Assure medical care and human rights in Burma
A Hawaii medical mission spent a week in Burma recently to provide medical care.
Following an extraordinary display of courage and compassion, a team of 15 doctors, nurses and other volunteers have returned home to Hawaii after a week treating victims of a humanitarian crisis in Burma. The recent demonstrations in that country should result in an international effort to combat repression and provide more access to medical care there.
By any measure, the country called Myanmar by its military junta but Burma by the democratic party that legitimately and overwhelmingly won the 1990 elections should be regarded as a humanitarian catastrophe. Police bludgeoning of monks demonstrating in August and September against a 500 percent hike in fuel prices gave pause to the Aloha Medical Mission's plans, but only briefly.
Over a seven-day period last month, the mission provided health care to about 300 Burmese patients, performing 57 major surgeries. "I want to give back, my knowledge back, to the people from Burma," Kuakini Medical Center physician Myo Nwe, a native of Burma, told the Star-Bulletin's Craig Gima, who observed the effort.
The World Health Organization ranks Burma's health care system as the world's second worst, above only war-torn Sierra Leone. Tuberculosis, the AIDS virus, malaria and other infectious diseases continue to ravage the country. Researchers from the University of California-Berkeley and Johns Hopkins University reported in June that the government spends 40 percent of its budget on the military and less than 3 percent on health care.
Last year, Senior Gen. Than Shwe, the latest leader of Burmese military regimes that go back 53 years, spent $40 million on his daughter's wedding, while $137,000 went to a nationwide program to combat AIDS, observed Chris Beyer, co-author of the report.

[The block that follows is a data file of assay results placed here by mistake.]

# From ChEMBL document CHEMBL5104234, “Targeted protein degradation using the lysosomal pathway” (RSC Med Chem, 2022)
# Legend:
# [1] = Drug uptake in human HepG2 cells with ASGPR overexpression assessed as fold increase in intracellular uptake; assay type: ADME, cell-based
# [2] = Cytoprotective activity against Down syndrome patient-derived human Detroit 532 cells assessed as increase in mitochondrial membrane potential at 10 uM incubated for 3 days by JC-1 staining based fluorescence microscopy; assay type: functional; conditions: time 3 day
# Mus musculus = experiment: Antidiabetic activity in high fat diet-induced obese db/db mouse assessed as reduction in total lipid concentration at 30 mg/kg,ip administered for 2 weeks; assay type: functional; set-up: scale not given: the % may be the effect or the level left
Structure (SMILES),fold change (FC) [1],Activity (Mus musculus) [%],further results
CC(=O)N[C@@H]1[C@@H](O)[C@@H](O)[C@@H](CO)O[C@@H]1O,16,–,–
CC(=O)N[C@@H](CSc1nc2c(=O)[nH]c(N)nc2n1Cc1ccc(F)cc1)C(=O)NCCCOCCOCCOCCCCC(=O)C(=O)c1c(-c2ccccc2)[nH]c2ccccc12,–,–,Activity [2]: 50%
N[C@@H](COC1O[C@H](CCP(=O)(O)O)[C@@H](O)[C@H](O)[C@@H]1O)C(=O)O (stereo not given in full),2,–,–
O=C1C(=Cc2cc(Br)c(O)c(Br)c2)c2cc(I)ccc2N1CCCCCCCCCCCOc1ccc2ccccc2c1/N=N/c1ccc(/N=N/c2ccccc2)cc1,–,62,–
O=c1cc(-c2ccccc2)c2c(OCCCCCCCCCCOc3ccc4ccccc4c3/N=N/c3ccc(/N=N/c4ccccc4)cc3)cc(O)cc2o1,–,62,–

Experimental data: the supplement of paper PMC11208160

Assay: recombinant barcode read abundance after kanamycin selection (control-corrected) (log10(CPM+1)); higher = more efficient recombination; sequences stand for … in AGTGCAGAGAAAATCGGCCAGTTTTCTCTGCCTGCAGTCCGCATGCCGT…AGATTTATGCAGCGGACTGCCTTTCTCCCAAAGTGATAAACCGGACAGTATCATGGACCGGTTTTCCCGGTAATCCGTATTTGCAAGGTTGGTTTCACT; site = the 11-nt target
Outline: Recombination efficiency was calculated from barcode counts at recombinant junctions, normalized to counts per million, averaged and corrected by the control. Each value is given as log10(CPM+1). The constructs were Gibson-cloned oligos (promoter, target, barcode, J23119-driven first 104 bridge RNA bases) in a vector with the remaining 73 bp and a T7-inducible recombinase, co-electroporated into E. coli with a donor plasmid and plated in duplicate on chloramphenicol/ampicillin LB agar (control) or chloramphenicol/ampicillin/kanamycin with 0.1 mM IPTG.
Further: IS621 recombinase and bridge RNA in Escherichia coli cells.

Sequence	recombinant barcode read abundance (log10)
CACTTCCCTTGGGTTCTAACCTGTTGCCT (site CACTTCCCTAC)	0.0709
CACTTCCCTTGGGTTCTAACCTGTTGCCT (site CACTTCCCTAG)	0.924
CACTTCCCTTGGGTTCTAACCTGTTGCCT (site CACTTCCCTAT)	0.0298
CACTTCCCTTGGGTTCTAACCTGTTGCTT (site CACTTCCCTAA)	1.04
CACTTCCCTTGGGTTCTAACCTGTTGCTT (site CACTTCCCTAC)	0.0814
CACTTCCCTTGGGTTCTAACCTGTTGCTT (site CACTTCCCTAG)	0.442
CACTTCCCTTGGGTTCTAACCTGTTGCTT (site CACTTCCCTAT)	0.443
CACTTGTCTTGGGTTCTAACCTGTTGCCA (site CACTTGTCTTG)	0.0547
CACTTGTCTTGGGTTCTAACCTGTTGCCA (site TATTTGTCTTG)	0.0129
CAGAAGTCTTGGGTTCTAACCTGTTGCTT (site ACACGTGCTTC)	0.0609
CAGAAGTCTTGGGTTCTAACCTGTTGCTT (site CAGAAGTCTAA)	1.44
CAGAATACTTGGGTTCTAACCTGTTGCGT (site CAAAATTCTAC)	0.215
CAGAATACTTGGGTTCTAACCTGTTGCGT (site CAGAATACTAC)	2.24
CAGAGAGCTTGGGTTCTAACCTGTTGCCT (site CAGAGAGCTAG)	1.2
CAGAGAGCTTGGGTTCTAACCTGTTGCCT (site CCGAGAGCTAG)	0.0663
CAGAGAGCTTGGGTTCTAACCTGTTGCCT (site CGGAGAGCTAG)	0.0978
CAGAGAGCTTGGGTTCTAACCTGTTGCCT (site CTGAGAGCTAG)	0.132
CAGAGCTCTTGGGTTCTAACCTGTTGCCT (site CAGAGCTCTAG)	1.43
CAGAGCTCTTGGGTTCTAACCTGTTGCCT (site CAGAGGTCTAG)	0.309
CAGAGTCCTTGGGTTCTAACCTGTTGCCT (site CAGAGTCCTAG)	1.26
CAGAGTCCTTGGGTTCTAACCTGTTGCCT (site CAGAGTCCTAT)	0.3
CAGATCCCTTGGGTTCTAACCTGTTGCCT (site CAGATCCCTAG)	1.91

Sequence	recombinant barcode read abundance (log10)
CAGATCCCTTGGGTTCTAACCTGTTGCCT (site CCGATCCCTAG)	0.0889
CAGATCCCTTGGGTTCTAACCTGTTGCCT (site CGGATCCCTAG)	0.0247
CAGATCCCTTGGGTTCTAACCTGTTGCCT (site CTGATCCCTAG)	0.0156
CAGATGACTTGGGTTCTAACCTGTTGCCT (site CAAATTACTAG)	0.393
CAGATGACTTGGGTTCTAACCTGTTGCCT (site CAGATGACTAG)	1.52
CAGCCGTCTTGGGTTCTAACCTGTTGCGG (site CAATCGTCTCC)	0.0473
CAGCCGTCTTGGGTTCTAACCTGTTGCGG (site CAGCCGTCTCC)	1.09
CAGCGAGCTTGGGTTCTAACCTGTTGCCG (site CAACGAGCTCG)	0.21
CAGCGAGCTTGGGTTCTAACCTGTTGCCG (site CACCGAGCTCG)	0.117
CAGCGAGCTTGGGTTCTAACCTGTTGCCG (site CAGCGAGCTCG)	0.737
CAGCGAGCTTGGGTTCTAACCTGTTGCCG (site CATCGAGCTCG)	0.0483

The health care was delivered in central Burma, to which nongovernment agencies are confined by the junta's severe travel restrictions, although greater need exists close to its borders. Those rules prompted the Global Fund to Fight AIDS, Tuberculosis and Malaria to withdraw funding from Burma in August 2005 and the French arm of Doctors Without Borders, or Medecins Sans Frontieres, to become the first international relief organization to pull out of the country four months later.
In October 2006 the junta ordered the International Committee of the Red Cross to close its field offices and prevented UNICEF from launching an $11 million campaign to give measles vaccinations to 13 million Burmese children. Measles is one of the main causes of death for the 105 per 100,000 Burmese children who die before age 5, according to UNICEF.
Several weeks earlier the Burmese Ministry of Health had agreed to allow $100 million over five years, financed by European countries and Australia, to be spent on combating HIV/AIDS, malaria and tuberculosis, bypassing the Burmese government. A United Nations agency in charge of the fund reported some progress in the operation's opening months, but fundamental change is needed to assure adequate health care in the future.